Perhaps you know of it, perhaps you don’t. Situated in Northwest London, it could be described as a relatively unremarkable area of London. But for some of us locals who proudly call it home, it holds a dear place in our heart and is actually filled with culinary treats. It’s known mainly for its Jewish population, but these days is home to large Polish, Korean and Turkish communities too. Such a rich cultural mix means Golders is a great place to try different cuisines.
The Jewish population gives the area many great bakeries, but by far my favourite is Carmelli.
Their bagels cannot be beaten, and they also make some truly delicious sweet cheese pastries. Alongside these you will find some entertaining marzipan animals and faces, which while may perhaps look more fun than they actually taste, they feature as just some of the many baked delights to be found in this neighbourhood bakery.
Filled with goods not just from Korea, but Japan and China too, Seoul Plaza is a great place to source out different ingredients for your own kitchen. They also have the option of freshly made sushi and bento boxes. Don’t miss out on the absolute crème de la crème of Asian sweets, the white rabbit.
Another excellent international supermarket is Buy 2 Save. My go-to store for any middle eastern flavours, it stocks a whole host of goodies from date syrup to rose water, with delicious baklava to top it off.
But if it’s not bagels you’re after and you’ve no interest in Asian milk chews, don’t rule this glorious area out, as Golders also provides some absolute gems in the restaurant department. Home to two fine Turkish ocakbasi grill restaurants, you are never far from the enticing smell of grilled meats. Likya was the first and provides a great atmosphere, friendly service and some fantastic dishes, including sweetbreads and kidneys – and they are offally good.
The newer addition to the Turkish contingent in Golders is Durum, and dare I say it, my preference. Now this is when we really start talking about value! Opt for one of their set menus, and you are able to taste a wide range of their starters, such as these dips.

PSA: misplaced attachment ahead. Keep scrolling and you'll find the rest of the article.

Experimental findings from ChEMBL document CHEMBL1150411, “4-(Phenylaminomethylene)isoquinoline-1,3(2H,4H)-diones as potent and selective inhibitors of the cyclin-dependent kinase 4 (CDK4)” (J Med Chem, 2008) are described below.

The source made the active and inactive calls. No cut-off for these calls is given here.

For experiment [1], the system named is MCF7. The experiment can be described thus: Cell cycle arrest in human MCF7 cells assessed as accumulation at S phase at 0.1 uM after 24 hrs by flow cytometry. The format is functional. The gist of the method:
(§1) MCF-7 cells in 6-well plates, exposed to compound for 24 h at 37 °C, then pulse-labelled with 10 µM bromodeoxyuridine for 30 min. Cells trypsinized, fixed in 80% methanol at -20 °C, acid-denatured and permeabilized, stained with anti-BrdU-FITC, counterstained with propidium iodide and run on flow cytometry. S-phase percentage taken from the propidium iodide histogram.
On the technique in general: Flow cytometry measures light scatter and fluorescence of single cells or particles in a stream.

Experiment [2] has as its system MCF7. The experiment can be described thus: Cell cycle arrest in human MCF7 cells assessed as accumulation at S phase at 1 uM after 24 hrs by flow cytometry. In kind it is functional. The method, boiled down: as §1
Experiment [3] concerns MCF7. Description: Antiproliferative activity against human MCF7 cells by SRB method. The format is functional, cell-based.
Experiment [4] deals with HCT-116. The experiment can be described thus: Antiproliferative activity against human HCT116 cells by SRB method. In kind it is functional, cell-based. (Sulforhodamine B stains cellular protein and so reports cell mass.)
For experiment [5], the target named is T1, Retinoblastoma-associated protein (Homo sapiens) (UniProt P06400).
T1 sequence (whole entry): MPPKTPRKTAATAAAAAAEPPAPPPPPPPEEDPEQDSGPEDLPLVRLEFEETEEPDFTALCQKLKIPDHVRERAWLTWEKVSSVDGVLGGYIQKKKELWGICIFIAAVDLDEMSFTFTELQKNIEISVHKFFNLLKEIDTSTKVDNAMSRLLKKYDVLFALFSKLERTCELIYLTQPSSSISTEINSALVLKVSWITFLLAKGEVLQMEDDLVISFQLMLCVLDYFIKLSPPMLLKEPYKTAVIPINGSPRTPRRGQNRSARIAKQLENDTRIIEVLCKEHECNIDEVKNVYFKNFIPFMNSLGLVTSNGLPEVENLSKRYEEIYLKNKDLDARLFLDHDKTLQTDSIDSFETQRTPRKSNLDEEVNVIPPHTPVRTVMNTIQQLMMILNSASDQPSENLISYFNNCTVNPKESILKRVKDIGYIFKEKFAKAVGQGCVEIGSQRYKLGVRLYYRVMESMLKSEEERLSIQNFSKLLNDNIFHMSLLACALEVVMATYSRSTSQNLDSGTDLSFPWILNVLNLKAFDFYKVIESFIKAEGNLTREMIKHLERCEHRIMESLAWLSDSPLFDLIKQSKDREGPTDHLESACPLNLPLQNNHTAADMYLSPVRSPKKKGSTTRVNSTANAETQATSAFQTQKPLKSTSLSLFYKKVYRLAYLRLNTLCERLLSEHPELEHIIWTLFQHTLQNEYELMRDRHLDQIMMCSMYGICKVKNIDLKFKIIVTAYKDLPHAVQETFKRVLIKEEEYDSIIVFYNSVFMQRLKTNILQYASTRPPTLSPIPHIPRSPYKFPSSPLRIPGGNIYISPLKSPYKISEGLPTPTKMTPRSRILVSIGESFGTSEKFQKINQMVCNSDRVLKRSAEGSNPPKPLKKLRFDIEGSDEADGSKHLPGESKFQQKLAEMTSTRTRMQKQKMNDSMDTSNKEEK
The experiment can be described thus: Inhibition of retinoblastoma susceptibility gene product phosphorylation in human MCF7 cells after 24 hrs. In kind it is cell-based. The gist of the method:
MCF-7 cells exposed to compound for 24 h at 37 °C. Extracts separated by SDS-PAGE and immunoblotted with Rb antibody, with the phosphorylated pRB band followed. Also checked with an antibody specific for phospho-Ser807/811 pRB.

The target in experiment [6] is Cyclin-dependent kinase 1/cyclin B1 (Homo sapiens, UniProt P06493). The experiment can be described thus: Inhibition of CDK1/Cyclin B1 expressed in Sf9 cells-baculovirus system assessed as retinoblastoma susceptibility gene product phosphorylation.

A great way to sample what the place has to offer, this spread includes hummus, babaganoush and taramasalata, as well as tzatziki, aubergine stew and a tabbouleh salad. But whatever you do, save room for the main. Because the mixed meat platter that follows is the stuff of carnivore heaven.
Featuring donner, shish and kofte kebabs of both lamb and chicken, along with lamb ribs and chicken wings, all on a bed of rice with a delicious side salad, it really is a no-brainer when it comes to ordering here. This platter, with the dips included, is recommended for 2-3 people. Having tackled it twice now, initially as a duo and then a 3-man team, I must confess it has championed me on both occasions, with rather large doggy bags coming home. No complaints really though…it’s like the dinner that just keeps on giving. And the price for such an enormous amount of food? £30. So between 4 people (and even then I think you’d have spare), that works out at about 8 quid each. Amazing!
But if eating the equivalent of a whole animal in one sitting isn’t your thing, you have other dining options. Another favourite of mine is Eat Toyko. A tiny, really authentic Japanese restaurant, you will often have to queue for a table, and even booking doesn’t guarantee you your table straight away. Slightly odd but almost just as well, as this allows you the necessary time to read the extensive menu. Reading as an A-Z of truly delicious Japanese food, you can find offally goodness (can you tell I like my offal?) in the way of teriyaki chicken livers, but also vegan-friendly fare in the shape of tofu dishes and delicious veg.
It’s the bento box selection which really steals the show though, allowing you to try a variety of dishes all in one compact box. The sushi-tem is fantastic, and for £16 it may seem like a slightly more expensive main option, but with all this food…
There’s plenty to share! This includes sushi, sashmi, tempura and a side salad. If your not such a fan of our fishy friends, don’t fret – there are also some great beef and chicken options too. Another Japanese and highly recommended option is Cafe Japan, also a really small restaurant so if you fancy checking it out, probably best to ring ahead and book.
I could not say I hail from Golders Green and not write about L’artista in a restaurant related blog post. This friendly Italian restaurant is situated under the bridge the tube runs over, and the rumbling noise heard every time a train passes only adds to the restaurant’s charm.The pizza’s are big, crispy based circles of joy, and the pasta dishes are also great, coming in huge portions too. Another wallet-friendly option, a margarita will see you back £6 and most dishes are around the £8 mark. Go on your birthday and you’ll get a parade of Italian waiters with cymbals wishing you happy birthday whilst throwing pizza dough on your head. It’s like the present you’ve always dreamed of, but just forgot to ask for.
The last one on the list today, but by no means the end of the options Golders has to offer, is Pita. More of a takeaway (although there is some space inside to dine in), I quote the wise words of my own sister when I say Pita serves ‘the best falafel in the world‘. And she’s a veggie. Better take her word for it then! You can get all mains such as falafel, shwarma, schnitzel or hummus in a pitta, in a wrap or as a meal. The pitta’s are huge, and the meals include an Israeli style tabbouleh salad, chips or rice, plus a pitta – more than enough to feed hungry bellies on the move. And with a falafel pitta costing just £4.20, I’d say it’s not bad for the best in the world -and luckily for me it’s just on my doorstep!
So, why not head down to NW11 and give all these places a go? If you do, let me know what you think! And if you have any other foodie gems around the area please feel free to share as well.